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11/2/2018 5:02:00 PM
Huntington moves ahead with closure of lone city-owned landfill in Indiana

Andrew Maciejewski, Herald-Press

The Huntington City Council unanimously approved an ordinance to help finance a full closure of the City’s landfill which is expected to cost an additional $4.5 million on top of the $4 million in bonds taken out in 2017 to partially close the landfill. 

While there wasn’t much discussion at Tuesday morning’s meeting, Council President Charles Chapman explained earlier this month that none of the council members of administration with the City of Huntington want to close the landfill but recent state mandates have increased the cost of running the landfill to where it doesn’t make sense to have it remain open. 

The City of Huntington allocates about $750,000 annually toward landfill operation, according to budget reports, but in the most recent years that cost has nearly doubled, totalling $1.5 million in 2015, $1.4 milion in 2016 and $1.4 million in 2017, according to budgets. Mayor Brooks Fetters said that “ever changing” requirements from the Indiana Department of Environmental Management (IDEM) have made operating a landfill too costly. 

“Every year we go on, city taxpayers are paying significantly more money than if we close it,” Public Works and Engineering Services director Anthony Goodnight said.

In fact, Huntington’s landfill is the only city-owned landfill left in Indiana, which Fetters said is probably a good indication that this move to close the landfill is overdue. 

Now that the landfill is on its way to being fully closed, city officials said yearly operation costs should be reduced nearly by half, dropping to between $300,000 to $400,000. Plus, Fetters said the city will avoid spending $1.3 million on two new garbage trucks that were needed, and the city should be able to sell its existing equipment for around $750,000.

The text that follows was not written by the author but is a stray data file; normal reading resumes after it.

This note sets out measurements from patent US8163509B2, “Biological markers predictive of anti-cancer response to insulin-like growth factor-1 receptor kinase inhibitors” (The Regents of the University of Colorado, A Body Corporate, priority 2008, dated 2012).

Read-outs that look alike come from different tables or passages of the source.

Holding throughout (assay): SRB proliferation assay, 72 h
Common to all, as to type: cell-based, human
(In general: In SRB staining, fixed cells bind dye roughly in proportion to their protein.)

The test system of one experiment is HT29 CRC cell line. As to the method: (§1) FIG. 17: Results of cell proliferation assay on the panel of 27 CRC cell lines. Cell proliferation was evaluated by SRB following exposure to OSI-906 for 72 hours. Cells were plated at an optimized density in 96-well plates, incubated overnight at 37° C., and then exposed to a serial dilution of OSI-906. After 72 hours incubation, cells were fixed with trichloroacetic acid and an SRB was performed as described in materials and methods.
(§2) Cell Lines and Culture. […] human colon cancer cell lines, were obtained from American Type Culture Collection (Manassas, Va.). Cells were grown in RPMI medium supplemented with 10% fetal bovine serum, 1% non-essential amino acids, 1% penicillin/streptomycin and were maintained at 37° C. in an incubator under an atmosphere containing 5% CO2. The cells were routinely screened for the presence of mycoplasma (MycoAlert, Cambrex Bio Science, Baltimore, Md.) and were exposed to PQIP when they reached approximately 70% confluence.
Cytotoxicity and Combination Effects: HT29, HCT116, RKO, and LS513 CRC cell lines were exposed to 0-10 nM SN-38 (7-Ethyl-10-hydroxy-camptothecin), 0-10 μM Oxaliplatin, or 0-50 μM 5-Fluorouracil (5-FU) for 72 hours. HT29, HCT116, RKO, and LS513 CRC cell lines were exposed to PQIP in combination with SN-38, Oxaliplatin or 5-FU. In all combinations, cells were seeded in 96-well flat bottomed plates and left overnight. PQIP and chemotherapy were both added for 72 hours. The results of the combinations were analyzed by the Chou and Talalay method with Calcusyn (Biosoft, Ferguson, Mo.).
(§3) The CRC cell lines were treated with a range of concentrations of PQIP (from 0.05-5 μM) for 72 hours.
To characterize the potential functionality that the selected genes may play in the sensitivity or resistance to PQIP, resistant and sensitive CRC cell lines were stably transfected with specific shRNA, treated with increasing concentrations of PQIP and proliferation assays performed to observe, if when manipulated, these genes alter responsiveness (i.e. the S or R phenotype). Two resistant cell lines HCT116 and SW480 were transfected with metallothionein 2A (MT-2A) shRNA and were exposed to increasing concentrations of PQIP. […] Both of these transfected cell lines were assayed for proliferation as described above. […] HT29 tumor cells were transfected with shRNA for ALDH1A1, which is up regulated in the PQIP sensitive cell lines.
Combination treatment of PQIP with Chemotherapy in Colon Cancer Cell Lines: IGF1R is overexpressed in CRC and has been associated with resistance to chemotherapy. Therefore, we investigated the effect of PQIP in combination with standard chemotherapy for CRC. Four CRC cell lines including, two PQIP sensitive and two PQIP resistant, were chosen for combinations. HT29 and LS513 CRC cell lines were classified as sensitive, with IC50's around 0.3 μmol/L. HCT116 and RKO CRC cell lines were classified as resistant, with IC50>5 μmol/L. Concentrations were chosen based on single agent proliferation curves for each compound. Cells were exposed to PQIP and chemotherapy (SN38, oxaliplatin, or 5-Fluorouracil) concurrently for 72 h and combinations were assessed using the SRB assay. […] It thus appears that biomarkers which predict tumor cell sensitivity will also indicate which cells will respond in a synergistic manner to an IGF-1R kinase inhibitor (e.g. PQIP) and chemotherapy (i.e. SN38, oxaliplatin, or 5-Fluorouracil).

The bonds that will be needed to fully close the landfill are estimated to generate a property tax increase of 9 cents per $100 of assessed valuation, which will be used to pay off a 20-year bond needed to finance the closure. The city reports that for an owner of a home valued at $75,700 the tax increase will ammount to $15.12 a year. 

In 2018, city leaders looked into options before deciding to close the landfill, which mainly had to do with how the landfill was being filled up at a faster rate than expected, since IDEM mandated that only 57 of the 225 acres could be used for dumping. 

If the landfill was only reserved for city residents, city residents would have ot pay $81 annually in order to keep the landfill operational for an estimated 12 to 14 years, with an impending closure of 2029, where the bonds, and accompanying property tax increase, would still be needed to close the landfill. The annual fee used to be a little more than 12 dollars annually. 

The recycling program, which has saved money for the city, will continue to be used. The city will also continue pickups of yard waste and large household items and the Huntington County Solide Waste Management District will continue to operate. 

Fetters also sadi escalating costs of running the landfill can also be attributed to IDEM’s discovery of major violations, since he believes they’re paying extra special attention to the landfill. An audit found that landfill operators never held state certification, fees were unpaid, industrial waste was disposed of and trash was overfilled in an area that was required to remain closed in order to protect groundwater from being contaminated. 

Fetters said in a statement, “It’s no longer a wise economic value to continue to invest in the landfill.”

Copyright #YYYY# The Herald-Press

Editor, John C. DePrez Jr.; Executive Editor, Carol Rogers; Publishers: IBRC and IAR

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